|This article's lead section may not adequately summarize key points of its contents. (July 2012)|
Fludarabine or fludarabine phosphate (Fludara) is a chemotherapy drug used in the treatment of hematological malignancies (cancers of blood cells such as leukemias and lymphomas). It is a purine analog, which interferes with DNA synthesis.
Fludarabine is highly effective in the treatment of chronic lymphocytic leukemia, producing higher response rates than alkylating agents such as chlorambucil alone. Fludarabine is used in various combinations with cyclophosphamide, mitoxantrone, dexamethasone and rituximab in the treatment of indolent non-Hodgkins lymphomas. As part of the FLAG regimen, fludarabine is used together with cytarabine and granulocyte colony-stimulating factor in the treatment of acute myeloid leukaemia. Because of its immunosuppressive effects, fludarabine is also used in some conditioning regimens prior to allogeneic stem cell transplant.
Fludarabine is a purine analog, and can be given both orally and intravenously. Fludarabine inhibits DNA synthesis by interfering with ribonucleotide reductase and DNA polymerase. It is active against both dividing and resting cells. Being phosphorylated, fludarabine is ionized at physiologic pH and is effectually trapped in blood. This provides some level of specificity for blood cells, both cancerous and healthy.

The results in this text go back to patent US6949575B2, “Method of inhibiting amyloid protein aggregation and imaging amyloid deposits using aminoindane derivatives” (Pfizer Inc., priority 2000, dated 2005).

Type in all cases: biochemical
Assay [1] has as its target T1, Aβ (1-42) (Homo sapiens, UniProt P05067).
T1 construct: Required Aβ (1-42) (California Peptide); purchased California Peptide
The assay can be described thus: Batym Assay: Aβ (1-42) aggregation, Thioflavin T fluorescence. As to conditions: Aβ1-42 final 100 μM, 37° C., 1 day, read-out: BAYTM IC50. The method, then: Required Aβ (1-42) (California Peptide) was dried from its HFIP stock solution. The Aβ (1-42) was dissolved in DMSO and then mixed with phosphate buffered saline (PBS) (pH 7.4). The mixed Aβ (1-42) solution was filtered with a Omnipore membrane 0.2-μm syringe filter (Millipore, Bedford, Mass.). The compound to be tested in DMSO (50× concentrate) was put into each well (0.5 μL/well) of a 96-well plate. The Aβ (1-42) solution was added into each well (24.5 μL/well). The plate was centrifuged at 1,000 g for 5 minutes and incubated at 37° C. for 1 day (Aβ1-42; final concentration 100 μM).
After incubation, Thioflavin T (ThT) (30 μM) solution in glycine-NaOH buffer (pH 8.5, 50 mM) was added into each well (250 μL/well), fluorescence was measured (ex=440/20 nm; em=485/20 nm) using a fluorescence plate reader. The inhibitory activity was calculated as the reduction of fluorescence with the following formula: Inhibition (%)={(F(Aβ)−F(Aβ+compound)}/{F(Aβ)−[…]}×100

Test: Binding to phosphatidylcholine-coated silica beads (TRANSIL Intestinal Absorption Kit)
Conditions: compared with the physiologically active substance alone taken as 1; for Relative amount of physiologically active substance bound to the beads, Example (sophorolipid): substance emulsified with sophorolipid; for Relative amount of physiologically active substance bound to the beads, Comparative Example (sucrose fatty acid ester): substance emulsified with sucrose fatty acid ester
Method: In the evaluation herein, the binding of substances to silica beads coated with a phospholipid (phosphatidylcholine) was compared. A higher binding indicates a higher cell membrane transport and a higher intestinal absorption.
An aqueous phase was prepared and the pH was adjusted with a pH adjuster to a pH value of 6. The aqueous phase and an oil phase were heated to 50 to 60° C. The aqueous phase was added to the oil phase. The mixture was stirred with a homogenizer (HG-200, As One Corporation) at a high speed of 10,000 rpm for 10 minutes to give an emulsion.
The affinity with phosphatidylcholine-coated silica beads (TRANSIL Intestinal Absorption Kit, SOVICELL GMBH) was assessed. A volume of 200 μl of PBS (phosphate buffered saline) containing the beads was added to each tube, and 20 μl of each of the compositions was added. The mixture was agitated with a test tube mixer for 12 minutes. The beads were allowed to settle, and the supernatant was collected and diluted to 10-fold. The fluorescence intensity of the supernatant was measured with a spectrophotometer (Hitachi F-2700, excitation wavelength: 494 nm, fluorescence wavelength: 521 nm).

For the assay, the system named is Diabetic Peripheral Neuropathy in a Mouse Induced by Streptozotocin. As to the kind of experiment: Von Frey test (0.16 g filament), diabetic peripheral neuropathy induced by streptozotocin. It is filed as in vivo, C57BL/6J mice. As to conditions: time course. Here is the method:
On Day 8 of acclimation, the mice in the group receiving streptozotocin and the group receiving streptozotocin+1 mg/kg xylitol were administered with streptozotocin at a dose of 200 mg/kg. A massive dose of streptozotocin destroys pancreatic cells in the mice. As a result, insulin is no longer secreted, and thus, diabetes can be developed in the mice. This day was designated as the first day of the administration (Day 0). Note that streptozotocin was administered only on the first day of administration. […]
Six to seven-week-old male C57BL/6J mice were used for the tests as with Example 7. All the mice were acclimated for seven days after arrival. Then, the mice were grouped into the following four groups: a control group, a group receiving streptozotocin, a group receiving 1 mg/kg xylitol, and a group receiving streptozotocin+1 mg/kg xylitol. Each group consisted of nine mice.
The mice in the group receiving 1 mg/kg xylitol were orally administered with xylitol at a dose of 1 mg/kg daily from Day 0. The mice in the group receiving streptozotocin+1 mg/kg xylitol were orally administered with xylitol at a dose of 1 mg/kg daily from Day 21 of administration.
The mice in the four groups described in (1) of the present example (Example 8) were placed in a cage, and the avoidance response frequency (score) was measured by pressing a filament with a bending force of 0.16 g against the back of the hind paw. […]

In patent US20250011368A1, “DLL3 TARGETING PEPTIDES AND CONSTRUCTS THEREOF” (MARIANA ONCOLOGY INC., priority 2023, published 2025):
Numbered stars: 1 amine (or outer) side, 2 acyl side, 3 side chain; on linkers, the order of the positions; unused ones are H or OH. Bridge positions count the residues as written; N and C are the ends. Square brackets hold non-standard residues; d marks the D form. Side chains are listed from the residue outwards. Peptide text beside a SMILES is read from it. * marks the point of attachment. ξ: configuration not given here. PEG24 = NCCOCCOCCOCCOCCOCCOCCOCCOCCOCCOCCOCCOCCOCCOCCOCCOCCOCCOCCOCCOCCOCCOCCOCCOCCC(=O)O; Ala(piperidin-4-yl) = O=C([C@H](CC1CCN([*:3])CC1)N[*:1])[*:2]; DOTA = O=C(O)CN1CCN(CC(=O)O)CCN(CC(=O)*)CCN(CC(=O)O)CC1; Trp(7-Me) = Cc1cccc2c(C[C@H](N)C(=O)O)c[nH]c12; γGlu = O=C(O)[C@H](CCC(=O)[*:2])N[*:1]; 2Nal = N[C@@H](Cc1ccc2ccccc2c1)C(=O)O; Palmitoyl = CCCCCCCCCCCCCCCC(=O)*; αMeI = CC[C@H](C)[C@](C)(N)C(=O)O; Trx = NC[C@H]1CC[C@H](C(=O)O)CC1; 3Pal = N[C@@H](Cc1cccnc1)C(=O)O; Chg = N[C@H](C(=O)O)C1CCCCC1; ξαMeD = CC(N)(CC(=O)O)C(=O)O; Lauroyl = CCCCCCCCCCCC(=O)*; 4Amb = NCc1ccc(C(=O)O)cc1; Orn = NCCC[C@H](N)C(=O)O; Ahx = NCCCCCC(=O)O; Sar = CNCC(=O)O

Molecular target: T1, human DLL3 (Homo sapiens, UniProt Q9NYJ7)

Fludarabine is associated with profound lymphopenia, and as a consequence, increases the risk of opportunistic infections significantly. Patients who have been treated with fludarabine will usually be asked to take co-trimoxazole or to use monthly nebulised pentamidine to prevent Pneumocystis jiroveci pneumonia. The profound lymphopenia caused by fludarabine renders patients susceptible to transfusion-associated graft versus host disease, a fatal complication of blood transfusion. For this reason, all patients who have ever received fludarabine should only be given irradiated blood components.
Fludarabine causes anemia, thrombocytopenia and neutropenia, requiring regular blood count monitoring. Some patients require blood and platelet transfusion, or G-CSF injections to boost neutrophil counts.
Difficulties are often encountered when harvesting peripheral blood stem cells from patients previously treated with fludarabine.
Fludarabine was produced by John Montgomery and Kathleen Hewson of the Southern Research Institute in 1968. Their previous work involved 2-fluoroadenosine, which was unsafe for use in humans; the change to this arabinose analogue was inspired by the success of vidarabine.
- Fludara webpage